The first poll after the killing of Soleimani shows 53 percent of Americans disapproving of Trump’s handling of Iran, a number similar to what other polling registered in September and October. What has changed is that 39 percent “strongly disapprove” of Trump’s policy—a number up 10 points since before the Soleimani killing. Americans do not want war with Iran, and they do not trust Trump to lead such a war if it erupts.
Trump’s governance itself is legally in question right now. The president has been impeached. Unlike the Clinton impeachment of 1998–99, this process commands the approval of a majority of Americans. On average, more than 50 percent believe the Senate should remove Trump from office. That’s not sufficient to force the Senate to respond, especially not a Senate majority that itself was elected with the support of only a minority of Americans. But it’s certainly sufficient to deprive the president of the legitimacy to lead the nation to war.
The United States finds itself in the dangerous situation of having a president in power but without authority.
He is the least trusted president in the history of polling. Two-thirds of Americans regard him as dishonest. Sixty-one percent say he does not respect democracy.
With the departure of Secretary of Defense James Mattis at the end of 2018, there is no figure left in the administration who does command broad respect from the public, Congress, or American allies—who can credibly step forward and say, “This time, the president is not lying.”
Even the White House press secretary has given up. Unlike her two predecessors, who lied to the media’s face, the current holder of the office, Stephanie Grisham, has abandoned press briefings entirely.
The president, any president, is both the leader of his party and a representative of the entire nation. As the nation polarizes, it becomes harder and harder to combine those roles. But unlike his predecessors, Trump has never tried to do the second job. Even as he sought support from Democrats in Congress, the president retweeted one of his most provocative supporters equating Democrats in Congress to Iranian terrorists. Former Ambassador to the United Nations Nikki Haley, ever more brazenly campaigning to replace Vice President Mike Pence on the Republican 2020 ticket, gave an interview on Sean Hannity’s radio show in which she said nobody except Democratic Party leaders and presidential candidates mourned the death of Qassem Soleimani. (Meanwhile, one of the president’s strongest supporters in the Senate, Rand Paul, and one of Trump’s favorite TV hosts, Tucker Carlson, actually spoke out in opposition to the strike.)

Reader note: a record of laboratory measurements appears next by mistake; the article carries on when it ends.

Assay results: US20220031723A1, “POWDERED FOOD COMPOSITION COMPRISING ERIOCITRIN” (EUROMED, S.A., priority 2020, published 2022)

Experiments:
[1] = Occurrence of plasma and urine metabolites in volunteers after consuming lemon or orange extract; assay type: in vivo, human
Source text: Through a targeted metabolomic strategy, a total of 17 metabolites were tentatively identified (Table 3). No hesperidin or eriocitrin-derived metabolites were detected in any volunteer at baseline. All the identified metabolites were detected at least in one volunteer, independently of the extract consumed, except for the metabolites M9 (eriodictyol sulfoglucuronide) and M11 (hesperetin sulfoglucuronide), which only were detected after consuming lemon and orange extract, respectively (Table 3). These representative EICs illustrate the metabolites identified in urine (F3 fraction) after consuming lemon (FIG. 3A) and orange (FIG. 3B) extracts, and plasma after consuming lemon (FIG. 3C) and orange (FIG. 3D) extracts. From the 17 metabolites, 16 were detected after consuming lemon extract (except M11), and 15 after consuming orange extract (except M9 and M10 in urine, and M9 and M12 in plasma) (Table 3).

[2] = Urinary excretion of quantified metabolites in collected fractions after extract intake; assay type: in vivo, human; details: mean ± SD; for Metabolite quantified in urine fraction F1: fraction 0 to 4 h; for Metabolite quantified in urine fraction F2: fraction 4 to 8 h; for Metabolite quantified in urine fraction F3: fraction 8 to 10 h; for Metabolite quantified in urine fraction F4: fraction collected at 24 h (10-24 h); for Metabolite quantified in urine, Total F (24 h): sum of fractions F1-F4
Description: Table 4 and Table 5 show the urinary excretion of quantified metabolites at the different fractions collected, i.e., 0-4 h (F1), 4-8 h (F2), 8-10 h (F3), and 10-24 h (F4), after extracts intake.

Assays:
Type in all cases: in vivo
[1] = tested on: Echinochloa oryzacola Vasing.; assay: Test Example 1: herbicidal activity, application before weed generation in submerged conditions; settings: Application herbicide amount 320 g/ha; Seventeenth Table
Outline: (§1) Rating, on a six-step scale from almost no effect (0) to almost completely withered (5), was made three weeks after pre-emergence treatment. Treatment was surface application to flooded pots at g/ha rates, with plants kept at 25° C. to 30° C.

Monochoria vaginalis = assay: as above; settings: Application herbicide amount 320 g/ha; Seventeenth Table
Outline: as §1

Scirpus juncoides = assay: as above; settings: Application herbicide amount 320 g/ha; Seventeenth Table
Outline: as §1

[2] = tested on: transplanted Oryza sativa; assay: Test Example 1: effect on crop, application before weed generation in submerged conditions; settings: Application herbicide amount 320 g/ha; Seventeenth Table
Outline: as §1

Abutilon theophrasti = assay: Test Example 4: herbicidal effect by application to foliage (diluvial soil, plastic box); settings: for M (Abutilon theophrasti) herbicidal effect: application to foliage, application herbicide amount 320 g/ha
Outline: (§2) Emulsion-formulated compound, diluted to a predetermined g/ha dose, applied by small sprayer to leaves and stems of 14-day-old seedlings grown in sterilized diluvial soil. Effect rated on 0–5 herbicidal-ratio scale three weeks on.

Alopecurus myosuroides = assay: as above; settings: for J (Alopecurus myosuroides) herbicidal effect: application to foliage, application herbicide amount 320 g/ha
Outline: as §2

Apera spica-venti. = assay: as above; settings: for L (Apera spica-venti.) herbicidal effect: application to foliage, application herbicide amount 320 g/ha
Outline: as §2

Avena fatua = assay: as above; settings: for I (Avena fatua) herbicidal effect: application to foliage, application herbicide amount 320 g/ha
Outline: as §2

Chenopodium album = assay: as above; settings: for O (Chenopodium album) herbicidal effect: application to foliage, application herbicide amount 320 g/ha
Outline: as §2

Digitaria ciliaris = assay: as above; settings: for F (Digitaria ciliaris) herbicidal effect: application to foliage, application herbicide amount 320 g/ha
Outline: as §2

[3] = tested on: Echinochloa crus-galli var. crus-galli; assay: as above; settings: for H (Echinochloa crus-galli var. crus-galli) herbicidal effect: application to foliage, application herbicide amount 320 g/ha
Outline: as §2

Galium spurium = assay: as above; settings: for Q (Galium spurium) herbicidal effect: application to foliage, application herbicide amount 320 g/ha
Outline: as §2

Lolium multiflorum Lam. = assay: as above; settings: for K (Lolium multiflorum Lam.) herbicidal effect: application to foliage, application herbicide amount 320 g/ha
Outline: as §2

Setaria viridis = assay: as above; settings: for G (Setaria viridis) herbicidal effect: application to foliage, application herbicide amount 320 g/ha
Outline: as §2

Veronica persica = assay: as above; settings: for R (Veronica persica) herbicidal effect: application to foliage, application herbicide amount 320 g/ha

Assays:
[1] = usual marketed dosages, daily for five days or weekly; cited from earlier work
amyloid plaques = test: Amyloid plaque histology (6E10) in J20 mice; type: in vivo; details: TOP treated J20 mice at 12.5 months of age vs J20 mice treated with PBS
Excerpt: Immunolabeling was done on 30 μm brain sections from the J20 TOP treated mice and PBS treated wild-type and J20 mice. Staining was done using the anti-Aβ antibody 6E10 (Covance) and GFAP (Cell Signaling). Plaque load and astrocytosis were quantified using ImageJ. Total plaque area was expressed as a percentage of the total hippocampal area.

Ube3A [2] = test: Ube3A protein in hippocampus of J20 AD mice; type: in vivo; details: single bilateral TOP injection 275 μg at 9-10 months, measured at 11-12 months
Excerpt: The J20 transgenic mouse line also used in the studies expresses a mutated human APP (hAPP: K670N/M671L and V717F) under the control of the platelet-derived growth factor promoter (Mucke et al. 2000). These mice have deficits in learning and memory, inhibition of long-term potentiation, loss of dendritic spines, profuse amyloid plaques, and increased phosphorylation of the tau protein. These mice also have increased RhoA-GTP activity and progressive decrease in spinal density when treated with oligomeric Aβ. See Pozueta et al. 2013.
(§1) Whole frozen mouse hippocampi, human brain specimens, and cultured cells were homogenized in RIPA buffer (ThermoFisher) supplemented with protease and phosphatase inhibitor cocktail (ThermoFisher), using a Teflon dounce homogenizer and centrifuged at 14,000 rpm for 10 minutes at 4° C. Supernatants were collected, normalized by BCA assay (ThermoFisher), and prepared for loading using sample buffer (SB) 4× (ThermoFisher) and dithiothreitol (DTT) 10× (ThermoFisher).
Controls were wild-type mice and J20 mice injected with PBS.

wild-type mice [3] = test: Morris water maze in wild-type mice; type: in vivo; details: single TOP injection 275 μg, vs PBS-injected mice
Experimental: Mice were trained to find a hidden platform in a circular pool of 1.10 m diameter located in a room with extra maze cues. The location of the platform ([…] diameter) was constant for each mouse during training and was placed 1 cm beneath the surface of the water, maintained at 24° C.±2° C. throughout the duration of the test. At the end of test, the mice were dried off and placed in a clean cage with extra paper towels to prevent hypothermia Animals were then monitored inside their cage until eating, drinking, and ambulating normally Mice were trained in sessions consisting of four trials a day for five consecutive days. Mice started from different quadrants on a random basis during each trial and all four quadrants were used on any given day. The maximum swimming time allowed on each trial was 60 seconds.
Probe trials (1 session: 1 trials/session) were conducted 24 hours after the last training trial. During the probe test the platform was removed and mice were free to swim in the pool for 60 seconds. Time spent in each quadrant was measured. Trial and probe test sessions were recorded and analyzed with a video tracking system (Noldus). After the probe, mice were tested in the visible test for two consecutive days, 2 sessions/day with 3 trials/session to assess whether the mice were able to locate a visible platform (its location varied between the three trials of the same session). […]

David A. Graham: The Iranian humiliation Trump is trying to avenge
Trump supporters are trying to re-create the atmosphere of 2003, to claim the high ground of patriotism and defense of the nation. That can never work for them, because at every turn they and the country confront the weird hold Russia’s Vladimir Putin seems to hold over the U.S. president. Trump defenders angrily denounce the facts of the Trump-Putin connection as a “hoax,” but the country does not believe them. As of mid-summer 2019, only 35 percent of voters accepted the president’s claims of “exoneration.” A majority believe that Russia interfered in the 2016 election to help Trump; a plurality believe that Trump colluded with that effort.